The British Bible teacher David Pawson has died aged 90 after a battle with bone cancer and a mild form of Parkinson's disease. Sam Hailes remembers him


“I ask the reader to compare everything I say or write with what is written in the Bible and, if at any point a conflict is found, always to rely upon the clear teaching of scripture.”

These are the words of David Pawson, a man who devoted his life to teaching the scriptures. He will be remembered not only for his truly remarkable preaching gift, but his gentleness, humility, and insistence that any question worth asking, can be answered by reading and understanding the Bible.

David studied theology at Cambridge University and served as a chaplain in the RAF in his early years, before following in his father's footsteps to become a Methodist minister. Over time, he became uncomfortable with the denomination’s belief in infant baptism, and left, finding a new home at Gold Hill Baptist Church in Buckinghamshire. Later, during the 1970s and 80s, he pastored Guildford Baptist Church and cassette recordings of his sermons began to travel. Soon he was being invited to speak at significant Christian events and conferences in the UK and beyond.


David Pawson was uncompromising, but not in a ‘bang your fist on the table’ kind of way. His delivery was gentle, sometimes understated. He never ranted or raved. Unafraid in expressing emotion while in the pulpit, he was often moved to tears during his messages.

He wasn't afraid to buck the trend, or to adopt an unpopular position. If the Bible said it, David would teach it.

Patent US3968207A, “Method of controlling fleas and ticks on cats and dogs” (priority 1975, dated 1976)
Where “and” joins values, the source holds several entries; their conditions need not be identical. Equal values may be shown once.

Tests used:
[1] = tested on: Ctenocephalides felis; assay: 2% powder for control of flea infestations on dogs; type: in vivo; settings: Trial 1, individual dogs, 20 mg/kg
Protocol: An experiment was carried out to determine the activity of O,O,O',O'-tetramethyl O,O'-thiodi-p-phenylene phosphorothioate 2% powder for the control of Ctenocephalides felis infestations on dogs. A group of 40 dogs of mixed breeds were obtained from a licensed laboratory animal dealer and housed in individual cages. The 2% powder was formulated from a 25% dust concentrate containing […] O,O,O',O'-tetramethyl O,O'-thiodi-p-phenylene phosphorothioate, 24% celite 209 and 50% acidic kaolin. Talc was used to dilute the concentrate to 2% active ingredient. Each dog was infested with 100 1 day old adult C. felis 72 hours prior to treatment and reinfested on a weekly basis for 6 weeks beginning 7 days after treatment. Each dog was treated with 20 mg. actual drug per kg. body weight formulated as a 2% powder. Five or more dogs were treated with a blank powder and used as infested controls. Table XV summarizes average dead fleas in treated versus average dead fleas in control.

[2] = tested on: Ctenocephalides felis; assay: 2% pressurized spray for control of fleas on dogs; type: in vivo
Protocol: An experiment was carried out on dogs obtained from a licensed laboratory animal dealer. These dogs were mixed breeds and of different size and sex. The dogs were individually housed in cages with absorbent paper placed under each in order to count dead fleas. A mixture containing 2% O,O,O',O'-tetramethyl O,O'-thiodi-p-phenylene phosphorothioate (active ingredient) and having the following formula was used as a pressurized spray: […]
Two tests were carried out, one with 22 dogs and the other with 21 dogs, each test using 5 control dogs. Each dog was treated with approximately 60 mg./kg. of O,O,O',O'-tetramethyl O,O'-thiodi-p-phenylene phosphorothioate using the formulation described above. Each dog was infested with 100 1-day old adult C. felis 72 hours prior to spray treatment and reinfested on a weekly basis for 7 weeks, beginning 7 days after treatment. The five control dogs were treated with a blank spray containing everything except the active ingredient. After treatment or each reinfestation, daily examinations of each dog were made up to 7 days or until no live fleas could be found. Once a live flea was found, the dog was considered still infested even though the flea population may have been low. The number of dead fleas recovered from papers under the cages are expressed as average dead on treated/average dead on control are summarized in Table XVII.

Like many of his books, the 1,300 page tome that is Unlocking the Bible began life as a preaching series, before being transcribed into written form. It was inspired by Pawson’s belief that the Bible is designed to be studied “a book at a time”, rather than “a verse at a time”. Given its size and relatively low price, it's probably the best value Christian book on the market today.

Other notable works included The Normal Christian Birth - which argued becoming a Christian involves far more than uttering the sinners prayer - and Once Saved Always Saved? - the question mark indicating Pawson's belief such a teaching is unbiblical.

His autobiography was entitled Not As Bad As The Truth. Rumours and lies had been spread about the Bible teacher and speaking engagements were cancelled. Pawson complained vehemently to his wife, and then to God about the situation. The Holy Spirit's reply was "David, the worst they can say about you is not as bad as the truth." He laughed. But the point was taken, with God adding, "I know the worst, but I still love you and will use you."

Anything could happen

In 2009, I emailed him to ask if he would speak at our university Christian Union (CU). I hadn’t expected a reply. At best I thought I might get a response saying he didn’t have time (too busy addressing thousands around the world, to bother with 50 students). I was shocked when I received a hand-written letter in the post from the man himself, graciously accepting my invitation to speak.

I’d arranged to meet David at the front of our university campus. It was imperative I was on time. My generation is used to texting ahead to say ‘running 10 minutes late’, but David didn't own a mobile phone (or have access to an email account - hence the hand written letter). I made sure I was there.

“You’re not going to make me sign one of those statements of faith are you?” he asked, as I escorted him across campus.

I gulped.

UCCF policy was clear: Every guest speaker had to sign the statement of faith before addressing a CU.

David continued, “Another CU I went to tried to make me sign one. I refused. I wasn’t allowed to speak.”